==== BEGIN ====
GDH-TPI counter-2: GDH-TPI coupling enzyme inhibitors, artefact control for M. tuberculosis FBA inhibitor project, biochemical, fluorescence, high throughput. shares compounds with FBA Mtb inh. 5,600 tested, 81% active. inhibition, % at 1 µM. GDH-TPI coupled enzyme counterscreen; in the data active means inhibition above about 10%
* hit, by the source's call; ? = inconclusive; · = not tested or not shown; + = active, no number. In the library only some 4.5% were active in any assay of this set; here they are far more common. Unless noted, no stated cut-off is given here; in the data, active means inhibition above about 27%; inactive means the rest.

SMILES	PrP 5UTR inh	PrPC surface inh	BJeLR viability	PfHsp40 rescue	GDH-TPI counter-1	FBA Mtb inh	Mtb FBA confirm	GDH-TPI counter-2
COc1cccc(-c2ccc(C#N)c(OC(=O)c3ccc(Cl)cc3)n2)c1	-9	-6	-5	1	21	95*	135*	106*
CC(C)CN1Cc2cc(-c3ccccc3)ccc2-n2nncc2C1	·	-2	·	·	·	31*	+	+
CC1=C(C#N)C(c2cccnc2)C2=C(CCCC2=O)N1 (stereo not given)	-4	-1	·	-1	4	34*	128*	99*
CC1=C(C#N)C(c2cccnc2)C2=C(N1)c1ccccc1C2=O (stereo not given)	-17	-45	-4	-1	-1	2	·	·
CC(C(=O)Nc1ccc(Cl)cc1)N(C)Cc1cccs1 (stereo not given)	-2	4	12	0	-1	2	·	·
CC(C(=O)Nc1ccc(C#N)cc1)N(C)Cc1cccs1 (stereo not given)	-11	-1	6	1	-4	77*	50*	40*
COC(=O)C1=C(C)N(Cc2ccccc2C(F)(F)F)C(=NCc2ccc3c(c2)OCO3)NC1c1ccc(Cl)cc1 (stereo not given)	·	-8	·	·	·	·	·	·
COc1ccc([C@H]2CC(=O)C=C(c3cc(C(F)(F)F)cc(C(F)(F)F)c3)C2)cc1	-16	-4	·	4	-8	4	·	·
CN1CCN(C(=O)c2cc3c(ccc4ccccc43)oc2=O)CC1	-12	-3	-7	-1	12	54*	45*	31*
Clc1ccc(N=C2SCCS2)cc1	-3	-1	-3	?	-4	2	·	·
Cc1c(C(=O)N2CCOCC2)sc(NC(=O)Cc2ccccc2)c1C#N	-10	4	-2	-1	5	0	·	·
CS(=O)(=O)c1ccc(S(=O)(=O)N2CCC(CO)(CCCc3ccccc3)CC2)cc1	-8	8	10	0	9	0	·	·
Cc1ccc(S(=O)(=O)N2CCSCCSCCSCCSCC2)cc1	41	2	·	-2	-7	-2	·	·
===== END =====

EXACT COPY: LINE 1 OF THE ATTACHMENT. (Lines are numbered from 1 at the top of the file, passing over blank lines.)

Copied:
GDH-TPI counter-2: GDH-TPI coupling enzyme inhibitors, artefact control for M. tuberculosis FBA inhibitor project, biochemical, fluorescence, high throughput. shares compounds with FBA Mtb inh. 5,600 tested, 81% active. inhibition, % at 1 µM. GDH-TPI coupled enzyme counterscreen; in the data active means inhibition above about 10%